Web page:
When you’re on the home stretch of a run, so close to being done, your cooldown is probably the last thing on your mind. If you’re like me, your train of thought is more like, “Come on, you’re almost there, when did this street get so long, are we done yet?!” followed by collapsing on the floor and eventually crawling toward a foam roller and a cup of ice water.
I’ve always had a sneaking suspicion that that’s not the best thing to do, but speaking with Sander Rubin, MD, sports medicine specialist at Northwestern Medicine, and Tom Holland, MS, CSCS, an exercise physiologist and author of The Marathon Method, confirmed it. “There are many cardiovascular changes that occur during a workout, and stopping abruptly without a cooldown can lead to potentially dangerous events, like light-headedness and fainting,” Dr. Rubin told POPSUGAR.
This comes down to the unsurprising fact that hard exercise, like running, has a major effect on your blood flow. Your blood vessels dilate, your heart rate increases, and your blood pressure spikes. Stopping suddenly and without a cooldown shocks your system. It can’t transition back to normal that quickly, and that lag time can cause blood to pool into your extremities, hence the feelings of wooziness and fainting.
A cooldown, by contrast, eases your body back to its baseline resting state. “One of the primary goals of a cooldown after running is to gradually return the body to its pre-exercise level,” Holland told POPSUGAR. That requires bringing your heart rate down slowly, decreasing your core body temperature slowly, and restoring your normal blood flow — again, slowly. “The harder the workout, the more important the cooldown becomes,” Holland added.
What Is a Good Post-Run Cooldown?
The ideal post-run cooldown depends, to a large extent, on the speed, length, and intensity of the run. “The shorter and less intense the run, the shorter the cooldown,” Holland explained. A cooldown simply involves transitioning to a slow jog or walk for a few minutes, Dr. Rubin said, until your heart rate drops back below 120 beats per minute. Not until your heart rate is coming back to baseline should you start thinking about stretching.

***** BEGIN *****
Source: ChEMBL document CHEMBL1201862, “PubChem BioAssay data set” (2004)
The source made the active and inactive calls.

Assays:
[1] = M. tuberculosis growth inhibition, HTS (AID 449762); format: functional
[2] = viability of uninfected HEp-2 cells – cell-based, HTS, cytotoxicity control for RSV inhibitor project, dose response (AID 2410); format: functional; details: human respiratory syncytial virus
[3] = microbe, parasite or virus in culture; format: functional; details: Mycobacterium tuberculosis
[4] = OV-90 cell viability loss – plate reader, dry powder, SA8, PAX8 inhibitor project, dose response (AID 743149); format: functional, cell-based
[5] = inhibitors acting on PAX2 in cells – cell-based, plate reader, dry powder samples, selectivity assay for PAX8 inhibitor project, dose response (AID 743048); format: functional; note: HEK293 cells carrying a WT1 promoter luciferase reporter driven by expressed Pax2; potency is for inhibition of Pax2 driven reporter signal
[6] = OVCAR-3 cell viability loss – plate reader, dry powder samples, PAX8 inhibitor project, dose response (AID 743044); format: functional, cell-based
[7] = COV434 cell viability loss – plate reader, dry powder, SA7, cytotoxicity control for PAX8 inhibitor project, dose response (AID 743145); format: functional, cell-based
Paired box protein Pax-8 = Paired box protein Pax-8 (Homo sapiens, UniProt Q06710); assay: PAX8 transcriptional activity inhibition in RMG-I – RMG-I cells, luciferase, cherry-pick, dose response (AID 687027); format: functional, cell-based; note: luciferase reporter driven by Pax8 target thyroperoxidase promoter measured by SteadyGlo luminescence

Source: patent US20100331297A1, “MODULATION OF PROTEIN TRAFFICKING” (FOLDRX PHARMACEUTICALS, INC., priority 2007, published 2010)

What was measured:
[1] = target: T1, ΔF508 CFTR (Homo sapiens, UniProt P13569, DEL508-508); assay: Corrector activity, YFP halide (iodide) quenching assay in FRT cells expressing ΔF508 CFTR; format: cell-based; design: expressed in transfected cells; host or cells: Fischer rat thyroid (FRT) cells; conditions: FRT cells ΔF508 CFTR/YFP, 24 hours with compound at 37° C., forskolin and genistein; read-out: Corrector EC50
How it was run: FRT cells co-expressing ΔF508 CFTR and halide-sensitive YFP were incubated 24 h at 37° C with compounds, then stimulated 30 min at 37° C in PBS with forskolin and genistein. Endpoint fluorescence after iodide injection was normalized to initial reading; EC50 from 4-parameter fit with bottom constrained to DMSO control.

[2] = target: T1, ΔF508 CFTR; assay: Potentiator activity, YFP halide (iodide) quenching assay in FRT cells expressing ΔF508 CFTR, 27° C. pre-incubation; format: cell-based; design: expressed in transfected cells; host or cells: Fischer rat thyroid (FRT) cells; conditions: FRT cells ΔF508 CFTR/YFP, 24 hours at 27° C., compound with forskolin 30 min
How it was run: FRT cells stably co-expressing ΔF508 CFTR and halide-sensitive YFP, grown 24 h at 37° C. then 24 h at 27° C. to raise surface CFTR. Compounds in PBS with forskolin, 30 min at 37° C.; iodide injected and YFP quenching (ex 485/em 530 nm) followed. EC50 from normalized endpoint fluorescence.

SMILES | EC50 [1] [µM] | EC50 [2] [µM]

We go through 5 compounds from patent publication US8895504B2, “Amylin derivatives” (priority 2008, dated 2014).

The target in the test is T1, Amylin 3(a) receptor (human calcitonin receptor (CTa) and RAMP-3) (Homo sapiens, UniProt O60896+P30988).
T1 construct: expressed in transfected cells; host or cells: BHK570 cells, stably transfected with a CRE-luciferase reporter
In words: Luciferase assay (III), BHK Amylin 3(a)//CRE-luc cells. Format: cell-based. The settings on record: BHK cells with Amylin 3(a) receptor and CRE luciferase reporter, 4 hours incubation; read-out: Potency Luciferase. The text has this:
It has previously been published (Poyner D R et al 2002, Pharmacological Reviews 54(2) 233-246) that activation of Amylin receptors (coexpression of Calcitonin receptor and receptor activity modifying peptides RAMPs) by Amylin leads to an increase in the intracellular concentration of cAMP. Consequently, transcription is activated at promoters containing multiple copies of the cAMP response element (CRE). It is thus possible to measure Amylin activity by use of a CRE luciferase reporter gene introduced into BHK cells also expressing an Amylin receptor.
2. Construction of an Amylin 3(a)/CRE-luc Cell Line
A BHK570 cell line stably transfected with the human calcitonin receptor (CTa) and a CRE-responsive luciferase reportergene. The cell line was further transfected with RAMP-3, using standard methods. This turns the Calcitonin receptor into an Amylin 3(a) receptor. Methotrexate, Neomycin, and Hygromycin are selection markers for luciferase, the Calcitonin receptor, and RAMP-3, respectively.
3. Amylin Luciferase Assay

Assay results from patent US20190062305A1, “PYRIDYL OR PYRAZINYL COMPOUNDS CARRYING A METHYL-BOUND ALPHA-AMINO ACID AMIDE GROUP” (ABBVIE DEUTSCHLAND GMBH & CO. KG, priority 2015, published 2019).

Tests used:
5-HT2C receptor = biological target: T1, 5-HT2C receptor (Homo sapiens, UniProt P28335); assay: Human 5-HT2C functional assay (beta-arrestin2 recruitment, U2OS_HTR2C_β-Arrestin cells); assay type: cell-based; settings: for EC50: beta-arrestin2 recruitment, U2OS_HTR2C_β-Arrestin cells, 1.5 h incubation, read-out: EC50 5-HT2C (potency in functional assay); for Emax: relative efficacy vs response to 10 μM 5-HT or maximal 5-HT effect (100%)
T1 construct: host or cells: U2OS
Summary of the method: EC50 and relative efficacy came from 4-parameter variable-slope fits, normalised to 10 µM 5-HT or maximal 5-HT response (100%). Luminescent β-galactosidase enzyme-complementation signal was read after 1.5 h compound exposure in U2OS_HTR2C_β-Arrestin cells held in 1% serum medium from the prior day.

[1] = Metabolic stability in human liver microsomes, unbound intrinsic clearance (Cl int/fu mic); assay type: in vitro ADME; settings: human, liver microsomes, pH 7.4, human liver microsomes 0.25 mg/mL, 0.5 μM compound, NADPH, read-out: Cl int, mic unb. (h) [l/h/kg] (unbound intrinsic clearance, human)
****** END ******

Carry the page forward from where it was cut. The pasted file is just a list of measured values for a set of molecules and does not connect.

For Holland, who’s completed over 60 marathons, a typical cooldown involves walking or jogging slowly for a few minutes. If the run is particularly long or fast, he’ll spend 10 to 15 minutes on this cooldown period. Basically, you know how your body feels at the end of an intense, difficult run versus an easier one. Use those cues — how hard you’re panting, how tired your legs feel — to gauge the amount of time you need for your own cooldown.
After that, you’re good to start stretching. Holland said he always spends a few minutes stretching his major muscle groups (like quads and hamstrings) for 15 to 30 seconds each, followed by foam rolling. Wondering where to start? Here are eight essential yoga stretches for every runner and seven must-do foam rolling moves.
In case you’re curious, the scientific evidence on cooling down as a way to prevent injuries and soreness is a bit of a mixed bag, according to a 2018 review. That’s where stretching comes into play. But for the sake of your blood vessels and not fainting, you don’t want to skip that post-run walking and jogging period.